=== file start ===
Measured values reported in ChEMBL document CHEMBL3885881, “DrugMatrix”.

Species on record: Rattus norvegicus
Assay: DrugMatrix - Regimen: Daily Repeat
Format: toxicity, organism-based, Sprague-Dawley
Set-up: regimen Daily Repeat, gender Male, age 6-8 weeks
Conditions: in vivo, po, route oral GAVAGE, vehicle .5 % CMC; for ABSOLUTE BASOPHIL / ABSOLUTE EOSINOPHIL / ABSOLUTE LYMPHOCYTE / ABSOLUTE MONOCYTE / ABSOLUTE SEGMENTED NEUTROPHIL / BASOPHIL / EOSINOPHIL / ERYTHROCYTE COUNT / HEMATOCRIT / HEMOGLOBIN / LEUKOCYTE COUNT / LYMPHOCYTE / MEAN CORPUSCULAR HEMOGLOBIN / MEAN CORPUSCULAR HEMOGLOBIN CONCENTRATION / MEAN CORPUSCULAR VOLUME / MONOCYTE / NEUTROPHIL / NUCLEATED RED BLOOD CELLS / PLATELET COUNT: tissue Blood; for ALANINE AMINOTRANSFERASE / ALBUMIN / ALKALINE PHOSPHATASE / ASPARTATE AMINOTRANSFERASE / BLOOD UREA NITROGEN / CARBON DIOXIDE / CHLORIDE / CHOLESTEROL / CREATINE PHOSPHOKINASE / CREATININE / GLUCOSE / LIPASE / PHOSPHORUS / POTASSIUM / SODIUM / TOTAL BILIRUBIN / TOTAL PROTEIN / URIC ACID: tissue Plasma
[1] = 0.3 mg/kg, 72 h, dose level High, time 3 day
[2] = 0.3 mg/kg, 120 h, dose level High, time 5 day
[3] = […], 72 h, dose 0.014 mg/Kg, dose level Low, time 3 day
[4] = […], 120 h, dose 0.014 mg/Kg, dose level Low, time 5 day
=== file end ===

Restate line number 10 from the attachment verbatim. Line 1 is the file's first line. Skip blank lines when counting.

[4] = […], 120 h, dose 0.014 mg/Kg, dose level Low, time 5 day